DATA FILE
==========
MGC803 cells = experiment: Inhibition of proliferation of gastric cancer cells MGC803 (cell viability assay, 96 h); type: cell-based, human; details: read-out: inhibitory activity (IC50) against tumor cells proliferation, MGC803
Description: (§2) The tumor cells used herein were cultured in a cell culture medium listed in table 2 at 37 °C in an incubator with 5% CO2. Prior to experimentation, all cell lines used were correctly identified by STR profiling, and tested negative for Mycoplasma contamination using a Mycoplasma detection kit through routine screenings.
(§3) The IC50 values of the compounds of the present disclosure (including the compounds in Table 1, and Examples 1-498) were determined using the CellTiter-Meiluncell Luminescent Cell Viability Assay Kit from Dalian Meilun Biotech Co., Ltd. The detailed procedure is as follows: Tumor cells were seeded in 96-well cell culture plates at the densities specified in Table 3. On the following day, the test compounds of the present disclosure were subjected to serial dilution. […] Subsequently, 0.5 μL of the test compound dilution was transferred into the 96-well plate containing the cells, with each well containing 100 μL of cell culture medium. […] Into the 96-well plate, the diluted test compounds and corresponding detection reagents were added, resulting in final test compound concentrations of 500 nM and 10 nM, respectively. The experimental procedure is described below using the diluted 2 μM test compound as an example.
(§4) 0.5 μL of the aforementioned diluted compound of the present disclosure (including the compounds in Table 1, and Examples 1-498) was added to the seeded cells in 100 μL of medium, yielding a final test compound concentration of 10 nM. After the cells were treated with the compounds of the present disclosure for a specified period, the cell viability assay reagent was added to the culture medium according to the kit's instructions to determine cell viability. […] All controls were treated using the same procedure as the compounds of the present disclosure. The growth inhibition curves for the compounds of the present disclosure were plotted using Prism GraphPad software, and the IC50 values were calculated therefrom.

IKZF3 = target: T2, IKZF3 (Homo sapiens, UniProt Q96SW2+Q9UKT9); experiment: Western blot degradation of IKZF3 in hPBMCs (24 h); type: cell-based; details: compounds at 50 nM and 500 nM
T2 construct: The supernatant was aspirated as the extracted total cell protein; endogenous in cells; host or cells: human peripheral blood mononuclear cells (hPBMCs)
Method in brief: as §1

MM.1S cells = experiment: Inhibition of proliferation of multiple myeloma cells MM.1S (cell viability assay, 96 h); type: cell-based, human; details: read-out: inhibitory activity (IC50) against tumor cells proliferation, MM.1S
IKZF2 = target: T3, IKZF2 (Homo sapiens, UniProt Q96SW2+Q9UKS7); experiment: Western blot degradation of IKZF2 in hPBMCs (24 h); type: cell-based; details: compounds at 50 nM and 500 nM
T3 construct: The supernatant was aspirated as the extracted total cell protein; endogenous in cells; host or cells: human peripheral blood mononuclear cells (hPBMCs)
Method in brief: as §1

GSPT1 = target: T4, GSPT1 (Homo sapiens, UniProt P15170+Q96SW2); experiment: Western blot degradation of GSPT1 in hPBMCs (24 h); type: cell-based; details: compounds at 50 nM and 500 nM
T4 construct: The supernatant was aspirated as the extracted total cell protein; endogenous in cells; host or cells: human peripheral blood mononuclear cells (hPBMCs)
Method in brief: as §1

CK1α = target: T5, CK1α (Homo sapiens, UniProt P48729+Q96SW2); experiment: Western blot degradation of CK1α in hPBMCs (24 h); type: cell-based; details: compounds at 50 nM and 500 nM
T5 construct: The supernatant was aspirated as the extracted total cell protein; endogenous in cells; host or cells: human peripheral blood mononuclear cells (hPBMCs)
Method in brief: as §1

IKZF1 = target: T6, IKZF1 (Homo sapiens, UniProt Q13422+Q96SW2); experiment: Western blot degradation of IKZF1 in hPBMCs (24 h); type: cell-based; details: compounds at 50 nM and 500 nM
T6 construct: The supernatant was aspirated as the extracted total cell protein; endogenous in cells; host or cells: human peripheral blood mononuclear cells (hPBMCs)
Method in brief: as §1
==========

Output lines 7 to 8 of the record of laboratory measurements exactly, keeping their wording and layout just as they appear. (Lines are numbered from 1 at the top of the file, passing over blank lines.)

Method in brief: as §1

MM.1S cells = experiment: Inhibition of proliferation of multiple myeloma cells MM.1S (cell viability assay, 96 h); type: cell-based, human; details: read-out: inhibitory activity (IC50) against tumor cells proliferation, MM.1S